Dividend securities have received a new-found optimism as of late, thanks mainly to global growth worries which weighed on bond yields. Rates for a number of income securities are pretty low forcing many investors to set foot in the high yield world (read: 3 Excellent Dividend ETFs for Growth and Income).
Emerging markets securities are known for often times being high-yield nature. Besides, the space has fared nicely this year braving the issues like the end of QE and rising possibilities for a hike in interest rates next year in the U.S. In fact, a bout of cheap money in several corners of the developed world sharpened the appeal for the space.
Thanks to this sentiment, Global X has filed for a high dividend fund targeting emerging market stocks and it appears to be taking a similar approach to the issuer’s already available and famous version, the Global X SuperDividend ETF (SDIV - Free Report) ).
The Proposed Fund in Focus
This fund looks to track the INDXX SuperDividend Emerging Markets Index which is a benchmark of 50 equally weighted firms that rank among the highest yielding securities in the emerging markets. The benchmark also applies a few dividend stability filters in order to make sure that only the most likely to pay firms are included in the index. For example, the index includes those tickers that paid out dividends over the past two years.
The fund will cap the industry weight at 25% of the portfolio. Ticker symbol and the expense ratio of the fund are yet to be disclosed (read: Dividend ETFs Explained: What Investors Need to Know).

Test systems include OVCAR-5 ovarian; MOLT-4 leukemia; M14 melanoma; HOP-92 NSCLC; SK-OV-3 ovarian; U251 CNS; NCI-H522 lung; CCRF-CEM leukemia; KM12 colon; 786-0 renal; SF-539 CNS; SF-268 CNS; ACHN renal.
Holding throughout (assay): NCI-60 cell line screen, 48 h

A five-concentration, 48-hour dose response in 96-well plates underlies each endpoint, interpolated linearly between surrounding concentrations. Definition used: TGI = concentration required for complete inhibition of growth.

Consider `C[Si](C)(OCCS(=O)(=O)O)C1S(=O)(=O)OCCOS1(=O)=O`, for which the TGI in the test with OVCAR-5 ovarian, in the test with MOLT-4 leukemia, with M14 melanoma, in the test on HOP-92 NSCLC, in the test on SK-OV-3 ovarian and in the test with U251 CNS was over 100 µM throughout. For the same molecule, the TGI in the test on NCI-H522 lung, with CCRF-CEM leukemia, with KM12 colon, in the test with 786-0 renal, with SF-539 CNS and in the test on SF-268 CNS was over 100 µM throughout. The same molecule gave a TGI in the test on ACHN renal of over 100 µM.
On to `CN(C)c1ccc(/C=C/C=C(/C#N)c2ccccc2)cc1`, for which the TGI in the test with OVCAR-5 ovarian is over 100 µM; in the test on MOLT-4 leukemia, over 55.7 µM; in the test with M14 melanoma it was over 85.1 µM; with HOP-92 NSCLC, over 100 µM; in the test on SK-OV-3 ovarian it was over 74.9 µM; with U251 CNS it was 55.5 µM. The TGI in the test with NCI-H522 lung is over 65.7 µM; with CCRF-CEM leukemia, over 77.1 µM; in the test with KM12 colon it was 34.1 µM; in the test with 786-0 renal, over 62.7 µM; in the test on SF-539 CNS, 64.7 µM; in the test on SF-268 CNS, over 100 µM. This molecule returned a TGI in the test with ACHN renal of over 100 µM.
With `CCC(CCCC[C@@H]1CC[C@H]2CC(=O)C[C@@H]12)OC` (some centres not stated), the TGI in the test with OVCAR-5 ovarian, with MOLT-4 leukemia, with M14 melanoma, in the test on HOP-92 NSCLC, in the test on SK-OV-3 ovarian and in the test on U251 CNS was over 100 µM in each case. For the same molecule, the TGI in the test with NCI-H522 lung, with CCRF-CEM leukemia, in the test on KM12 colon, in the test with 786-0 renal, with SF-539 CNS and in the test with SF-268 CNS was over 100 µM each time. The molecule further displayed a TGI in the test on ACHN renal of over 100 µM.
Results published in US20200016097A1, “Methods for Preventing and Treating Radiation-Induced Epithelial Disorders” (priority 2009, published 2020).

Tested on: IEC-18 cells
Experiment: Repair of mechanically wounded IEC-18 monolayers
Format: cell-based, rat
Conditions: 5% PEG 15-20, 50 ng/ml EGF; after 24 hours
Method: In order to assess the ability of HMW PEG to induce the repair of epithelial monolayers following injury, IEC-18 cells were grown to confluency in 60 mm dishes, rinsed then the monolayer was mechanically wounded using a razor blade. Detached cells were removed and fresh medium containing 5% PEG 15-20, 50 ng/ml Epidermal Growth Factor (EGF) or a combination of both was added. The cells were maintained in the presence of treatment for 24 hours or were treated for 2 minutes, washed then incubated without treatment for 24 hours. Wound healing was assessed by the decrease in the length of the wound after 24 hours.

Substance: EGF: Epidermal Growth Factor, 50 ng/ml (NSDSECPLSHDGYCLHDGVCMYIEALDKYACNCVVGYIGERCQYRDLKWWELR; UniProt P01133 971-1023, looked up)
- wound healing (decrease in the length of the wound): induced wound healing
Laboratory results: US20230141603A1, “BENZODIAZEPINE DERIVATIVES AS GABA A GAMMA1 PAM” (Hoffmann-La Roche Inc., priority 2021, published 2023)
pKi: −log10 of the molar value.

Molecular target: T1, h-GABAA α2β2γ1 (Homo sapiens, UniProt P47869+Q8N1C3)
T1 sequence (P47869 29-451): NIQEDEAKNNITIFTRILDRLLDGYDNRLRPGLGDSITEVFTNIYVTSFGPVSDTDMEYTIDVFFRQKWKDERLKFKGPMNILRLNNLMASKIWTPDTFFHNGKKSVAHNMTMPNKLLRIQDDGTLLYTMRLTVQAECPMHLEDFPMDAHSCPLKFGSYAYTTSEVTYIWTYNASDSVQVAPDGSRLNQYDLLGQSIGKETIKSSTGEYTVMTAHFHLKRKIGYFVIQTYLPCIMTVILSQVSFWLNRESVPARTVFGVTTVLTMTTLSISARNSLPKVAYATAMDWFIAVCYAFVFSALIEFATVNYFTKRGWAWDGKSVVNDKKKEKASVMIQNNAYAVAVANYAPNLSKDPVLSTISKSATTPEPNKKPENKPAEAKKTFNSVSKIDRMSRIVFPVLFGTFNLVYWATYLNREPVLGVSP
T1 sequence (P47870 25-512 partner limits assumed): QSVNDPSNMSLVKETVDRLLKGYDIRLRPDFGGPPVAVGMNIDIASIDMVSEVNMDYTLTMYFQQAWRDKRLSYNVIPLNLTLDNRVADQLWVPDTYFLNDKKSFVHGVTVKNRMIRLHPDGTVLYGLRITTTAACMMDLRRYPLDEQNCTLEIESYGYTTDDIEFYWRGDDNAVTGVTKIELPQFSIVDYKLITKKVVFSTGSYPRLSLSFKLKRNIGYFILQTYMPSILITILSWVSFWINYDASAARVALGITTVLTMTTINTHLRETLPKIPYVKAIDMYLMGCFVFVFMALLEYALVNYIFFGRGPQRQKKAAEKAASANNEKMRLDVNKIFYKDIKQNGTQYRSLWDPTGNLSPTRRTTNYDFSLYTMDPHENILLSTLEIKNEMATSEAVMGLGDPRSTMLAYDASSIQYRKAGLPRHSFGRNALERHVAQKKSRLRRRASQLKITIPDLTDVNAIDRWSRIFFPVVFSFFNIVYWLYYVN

How Does it Fit in a Portfolio?
Obviously, this ETF is designed to be an income solution for investors via the emerging market route. Further, the Fed has promised to keep the rates low for a longer period, to say more clearly, for as long as the economy requires support. If the rates do rise at all, the hike is unlikely to hit before mid 2015 at the earliest.
Till then, investors can easily look for some other high-yielding avenues. Also, thanks to the nagging taper fear since mid last year, many of the emerging market equities have seen huge sell-offs and are trading at cheap valuations at the current level.
This argument can be illustrated by the P/E (ttm) value of SPDR S&P 500 ETF (SPY) and iShares MSCI Emerging Markets (EEM) being at 18 and 13 times. Thus, investors may be able to reap some capital appreciation (hopefully) along with a steady stream of current income.
While the ETF certainly looks to have one of the highest yields in the emerging market space, it is by no means the only dividend-focused emerging market ETF on the market. There are actually a handful of other products already in the space, so it might be difficult for the planned ETF to build assets (read: ALPS Debuts Dividend ETF in Emerging Market Space).
This is particularly true when relatively popular dividend focused ETFs on the market are considered. This group includes funds like WisdomTree Emerging Markets Equity Income Fund (DEM) with $2.94 billion assets, SPDR S&P Emerging Markets Dividend ETF (EDIV) with $453 million in assets and iShares Emerging Markets Dividend ETF (DVYE) with $245 million in assets. All three funds pay out outsized yields of 4.72%, 4.55% and 5.14% (as of December 8), respectively.
Given this, Global X’s new proposed product, if it gets approval, will have to sell investors on possibly much higher yield. Expense ratios also need to be competitive. Should this be the case, it might be able to accumulate some assets.
Besides, Global X has seen immense success in its SDIV ETF which is a billion dollar fund and yields about 6.08% (as of December 8, 214). Given this, we expect the proposed ETF too should be able to catch up and amass assets once approved.
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